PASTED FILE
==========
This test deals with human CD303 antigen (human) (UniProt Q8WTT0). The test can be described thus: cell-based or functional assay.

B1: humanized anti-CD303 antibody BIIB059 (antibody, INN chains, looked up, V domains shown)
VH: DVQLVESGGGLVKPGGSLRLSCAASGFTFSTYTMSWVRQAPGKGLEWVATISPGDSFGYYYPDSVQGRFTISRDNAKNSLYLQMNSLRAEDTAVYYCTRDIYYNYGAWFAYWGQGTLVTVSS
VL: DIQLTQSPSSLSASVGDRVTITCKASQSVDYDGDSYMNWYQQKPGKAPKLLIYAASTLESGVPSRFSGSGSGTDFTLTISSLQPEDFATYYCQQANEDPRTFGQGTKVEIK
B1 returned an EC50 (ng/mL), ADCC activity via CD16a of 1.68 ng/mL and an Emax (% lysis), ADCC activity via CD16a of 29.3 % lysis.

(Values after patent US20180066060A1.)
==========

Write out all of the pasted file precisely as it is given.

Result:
This test deals with human CD303 antigen (human) (UniProt Q8WTT0). The test can be described thus: cell-based or functional assay.

B1: humanized anti-CD303 antibody BIIB059 (antibody, INN chains, looked up, V domains shown)
VH: DVQLVESGGGLVKPGGSLRLSCAASGFTFSTYTMSWVRQAPGKGLEWVATISPGDSFGYYYPDSVQGRFTISRDNAKNSLYLQMNSLRAEDTAVYYCTRDIYYNYGAWFAYWGQGTLVTVSS
VL: DIQLTQSPSSLSASVGDRVTITCKASQSVDYDGDSYMNWYQQKPGKAPKLLIYAASTLESGVPSRFSGSGSGTDFTLTISSLQPEDFATYYCQQANEDPRTFGQGTKVEIK
B1 returned an EC50 (ng/mL), ADCC activity via CD16a of 1.68 ng/mL and an Emax (% lysis), ADCC activity via CD16a of 29.3 % lysis.

(Values after patent US20180066060A1.)